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Creating and Using Safe Spaces

What is a Safe Space?

A safe space is a place for children to go to navigate their big feelings. Everyone experiences feelings that are powerful and overwhelming; however, as a child these feelings can seem impossible to face. Children lack the skillset needed to self-regulate these big emotions because they are still developing and learning day by day. Therefore, a safe space creates a designated area away from intense outside stimulations to give children a specific place for learning how to deal with these big feelings.


The Physical Space

A safe space is best utilized when it provides the child with protection and privacy. A space like this allows the child to take time away from whatever intense situation caused them to experience those big feelings. Safe spaces are best when created in a corner or a nook as this allows the child to have the privacy they need to best work through their emotions. If the area you are hoping to create a safe space in doesn’t have a good corner or nook, one can be created using bookshelves, screens, or tents. When creating a safe space for children, make sure that the area they will be in is still visible to trusted adults to mitigate any risks in emergency situations.

More goes into creating a safe space than just the area it is in; the space also needs to have low sensory input. Big feelings are overwhelming because they are very stimulating; however, there are certain things that can be done to limit the amount of outside stimulation coming into a space. This goal is best achieved through adding soft colors, dim lighting, and noise-cancelling headphones into the space.

A safe space should offer comfort to the child, in whatever way they may need, while they are processing their emotions. Safe spaces can be used to process all kinds of emotions, so the space should incorporate items for children to use in all different types of situations. Soft and cuddly items like cushions, blankets, and stuffed animals can be a good option for children experiencing emotions related to sadness and pain. Weighted items like blankets, lap pads, or neck wraps can be a good option for children experiencing stress, fear, or anxiety. Lastly, sensory objects like slime, squeeze toys, or stress balls can be a good option for children experiencing feelings of anger and frustration. It is important to create a space that can adapt to all types of emotions and feelings so it can be used by any child who may need it.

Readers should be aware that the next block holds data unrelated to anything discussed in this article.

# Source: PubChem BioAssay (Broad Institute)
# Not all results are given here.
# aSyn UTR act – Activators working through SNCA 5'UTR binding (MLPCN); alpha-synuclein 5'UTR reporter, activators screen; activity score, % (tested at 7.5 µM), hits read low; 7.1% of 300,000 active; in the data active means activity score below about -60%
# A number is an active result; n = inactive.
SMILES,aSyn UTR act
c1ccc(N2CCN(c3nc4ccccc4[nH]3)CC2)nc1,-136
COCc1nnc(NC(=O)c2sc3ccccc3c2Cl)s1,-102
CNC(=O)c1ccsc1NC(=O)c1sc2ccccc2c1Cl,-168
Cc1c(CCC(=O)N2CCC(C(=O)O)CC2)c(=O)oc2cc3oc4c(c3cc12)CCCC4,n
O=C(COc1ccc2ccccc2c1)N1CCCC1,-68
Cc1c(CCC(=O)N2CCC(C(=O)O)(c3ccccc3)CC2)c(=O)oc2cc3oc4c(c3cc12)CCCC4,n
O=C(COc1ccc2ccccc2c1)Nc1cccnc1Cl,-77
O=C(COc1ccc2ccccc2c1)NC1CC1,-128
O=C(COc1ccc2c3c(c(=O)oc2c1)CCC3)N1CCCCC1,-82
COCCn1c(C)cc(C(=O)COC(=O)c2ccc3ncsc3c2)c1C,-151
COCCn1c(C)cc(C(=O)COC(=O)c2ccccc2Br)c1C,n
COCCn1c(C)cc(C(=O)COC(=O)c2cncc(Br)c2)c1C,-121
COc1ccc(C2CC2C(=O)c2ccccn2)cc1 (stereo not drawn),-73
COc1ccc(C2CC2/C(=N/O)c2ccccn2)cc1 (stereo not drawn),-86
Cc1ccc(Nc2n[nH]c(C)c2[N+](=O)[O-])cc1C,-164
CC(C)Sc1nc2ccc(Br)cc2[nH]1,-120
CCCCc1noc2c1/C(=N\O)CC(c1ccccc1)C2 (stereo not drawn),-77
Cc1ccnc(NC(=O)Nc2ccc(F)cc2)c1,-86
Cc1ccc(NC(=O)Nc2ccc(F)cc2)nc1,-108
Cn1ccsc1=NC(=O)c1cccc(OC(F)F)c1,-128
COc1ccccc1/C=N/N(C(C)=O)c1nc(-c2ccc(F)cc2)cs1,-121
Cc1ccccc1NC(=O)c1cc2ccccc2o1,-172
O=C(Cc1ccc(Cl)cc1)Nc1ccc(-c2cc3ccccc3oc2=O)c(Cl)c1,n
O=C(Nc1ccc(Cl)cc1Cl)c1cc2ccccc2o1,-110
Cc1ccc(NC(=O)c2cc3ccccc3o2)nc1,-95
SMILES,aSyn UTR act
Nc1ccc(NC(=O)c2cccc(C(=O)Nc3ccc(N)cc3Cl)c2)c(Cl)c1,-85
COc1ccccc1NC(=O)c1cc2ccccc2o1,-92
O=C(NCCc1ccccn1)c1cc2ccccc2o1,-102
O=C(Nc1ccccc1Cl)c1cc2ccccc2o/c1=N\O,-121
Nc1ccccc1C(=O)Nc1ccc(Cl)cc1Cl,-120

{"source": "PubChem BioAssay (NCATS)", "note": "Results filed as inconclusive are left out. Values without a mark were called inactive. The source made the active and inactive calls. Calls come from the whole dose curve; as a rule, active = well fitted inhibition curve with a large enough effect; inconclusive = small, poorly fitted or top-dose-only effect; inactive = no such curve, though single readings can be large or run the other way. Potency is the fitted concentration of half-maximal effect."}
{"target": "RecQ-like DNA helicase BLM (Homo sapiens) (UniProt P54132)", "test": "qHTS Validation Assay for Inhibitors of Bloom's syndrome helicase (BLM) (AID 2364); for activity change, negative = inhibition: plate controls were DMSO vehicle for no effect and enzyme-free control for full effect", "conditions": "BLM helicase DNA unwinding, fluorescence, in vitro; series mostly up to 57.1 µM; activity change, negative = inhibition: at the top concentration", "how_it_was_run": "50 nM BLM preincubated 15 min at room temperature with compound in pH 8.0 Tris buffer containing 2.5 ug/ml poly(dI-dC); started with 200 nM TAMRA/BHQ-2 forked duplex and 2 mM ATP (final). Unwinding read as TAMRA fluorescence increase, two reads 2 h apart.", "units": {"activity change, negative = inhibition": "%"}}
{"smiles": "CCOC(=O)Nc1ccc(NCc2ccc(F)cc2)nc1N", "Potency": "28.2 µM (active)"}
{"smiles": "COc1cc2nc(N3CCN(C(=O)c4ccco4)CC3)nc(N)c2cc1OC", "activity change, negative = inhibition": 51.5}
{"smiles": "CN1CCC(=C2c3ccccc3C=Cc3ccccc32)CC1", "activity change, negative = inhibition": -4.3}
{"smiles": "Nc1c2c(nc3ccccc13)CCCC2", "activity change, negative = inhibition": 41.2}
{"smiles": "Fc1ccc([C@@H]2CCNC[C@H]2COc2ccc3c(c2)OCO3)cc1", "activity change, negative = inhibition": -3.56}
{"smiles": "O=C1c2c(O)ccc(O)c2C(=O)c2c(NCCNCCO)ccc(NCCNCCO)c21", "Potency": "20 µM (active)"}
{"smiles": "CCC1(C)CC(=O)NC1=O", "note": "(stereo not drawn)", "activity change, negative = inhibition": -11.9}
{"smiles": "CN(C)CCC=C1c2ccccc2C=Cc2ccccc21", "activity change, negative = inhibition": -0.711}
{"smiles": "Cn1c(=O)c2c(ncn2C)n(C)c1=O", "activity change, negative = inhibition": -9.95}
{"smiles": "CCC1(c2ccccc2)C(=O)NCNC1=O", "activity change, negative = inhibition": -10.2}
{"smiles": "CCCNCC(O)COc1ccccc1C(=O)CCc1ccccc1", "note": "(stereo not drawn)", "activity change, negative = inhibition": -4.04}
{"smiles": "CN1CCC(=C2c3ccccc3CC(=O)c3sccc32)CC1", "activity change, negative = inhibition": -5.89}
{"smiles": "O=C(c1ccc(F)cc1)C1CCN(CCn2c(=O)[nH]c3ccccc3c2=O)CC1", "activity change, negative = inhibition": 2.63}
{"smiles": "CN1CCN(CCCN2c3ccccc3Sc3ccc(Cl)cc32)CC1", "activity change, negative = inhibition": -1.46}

Using a Safe Space

The first step is to introduce the kid(s) to the space. Show them every part of the space as well as how it can be used. Explain what tools can be used for soothing or to let out anger. This is also a great time to talk about how emotions can feel to each person and how they can present differently in each person. Feelings, especially big ones, are hard for kids to navigate so show them that needing time to process is normal.

After introducing them to the space, it will take some time before they know how to use it. Allow the child to direct the situation and let them tell you what they feel they need. You can then work with their needs, whether that be leaving them alone or talking through the situation with them. If the child decides they want alone time to process their emotions, it is important to always follow up with them after. By following up, you can assure them that their feelings are valid and help them make a plan for the next time they experience those feelings.

Younger kids may struggle to recognize their emotions which, in turn, may make it difficult to explain what they feel they need. Utilizing examples, like book or movie characters, is a great way to help a kid recognize emotions. By creating that common language, it will allow the child to more effectively communicate what it is that they need. Putting up pictures of these characters or placing emotion cards in the space can help stimulate that prior knowledge during a tough conversation.

When using a safe space, you aren’t always going to have step-by-step instructions as every situation will be different. The most important part is using your knowledge and experience to guide kids towards an effective and safe way to process their difficult emotions.


Education Gateshead. (2021). Education Gateshead. How to Create and Use a “Safe Space” in Schools. https://educationgateshead.org/wp-content/uploads/2021/09/3535f-JH-How-to-create-and-use-a-Safe-Space-in-schools.pdf

Mommy Evolution. (2023). Mommy Evolution. Create emotional safe space to help Child Express Big Feelings. https://mommyevolution.com/emotional-safe-space/

Starr, J. (2021). Teaching with Jillian Starr. How to create a safe space for small children with big feelings.  https://jillianstarrteaching.com/safe-space-classroom/